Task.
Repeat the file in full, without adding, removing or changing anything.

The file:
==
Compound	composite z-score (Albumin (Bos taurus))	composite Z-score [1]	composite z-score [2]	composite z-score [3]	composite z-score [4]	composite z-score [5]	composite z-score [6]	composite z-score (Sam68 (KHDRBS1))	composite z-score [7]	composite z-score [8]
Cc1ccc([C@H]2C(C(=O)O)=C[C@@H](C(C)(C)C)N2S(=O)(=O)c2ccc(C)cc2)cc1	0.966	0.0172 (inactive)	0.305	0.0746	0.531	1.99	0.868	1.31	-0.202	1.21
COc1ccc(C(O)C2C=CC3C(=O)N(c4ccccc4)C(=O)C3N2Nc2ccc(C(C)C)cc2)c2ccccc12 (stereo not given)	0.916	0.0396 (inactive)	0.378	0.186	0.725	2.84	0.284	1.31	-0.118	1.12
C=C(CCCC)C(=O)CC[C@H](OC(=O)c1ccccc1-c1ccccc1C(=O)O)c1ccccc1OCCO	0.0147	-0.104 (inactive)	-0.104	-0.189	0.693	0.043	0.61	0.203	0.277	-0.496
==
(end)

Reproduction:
Compound	composite z-score (Albumin (Bos taurus))	composite Z-score [1]	composite z-score [2]	composite z-score [3]	composite z-score [4]	composite z-score [5]	composite z-score [6]	composite z-score (Sam68 (KHDRBS1))	composite z-score [7]	composite z-score [8]
Cc1ccc([C@H]2C(C(=O)O)=C[C@@H](C(C)(C)C)N2S(=O)(=O)c2ccc(C)cc2)cc1	0.966	0.0172 (inactive)	0.305	0.0746	0.531	1.99	0.868	1.31	-0.202	1.21
COc1ccc(C(O)C2C=CC3C(=O)N(c4ccccc4)C(=O)C3N2Nc2ccc(C(C)C)cc2)c2ccccc12 (stereo not given)	0.916	0.0396 (inactive)	0.378	0.186	0.725	2.84	0.284	1.31	-0.118	1.12
C=C(CCCC)C(=O)CC[C@H](OC(=O)c1ccccc1-c1ccccc1C(=O)O)c1ccccc1OCCO	0.0147	-0.104 (inactive)	-0.104	-0.189	0.693	0.043	0.61	0.203	0.277	-0.496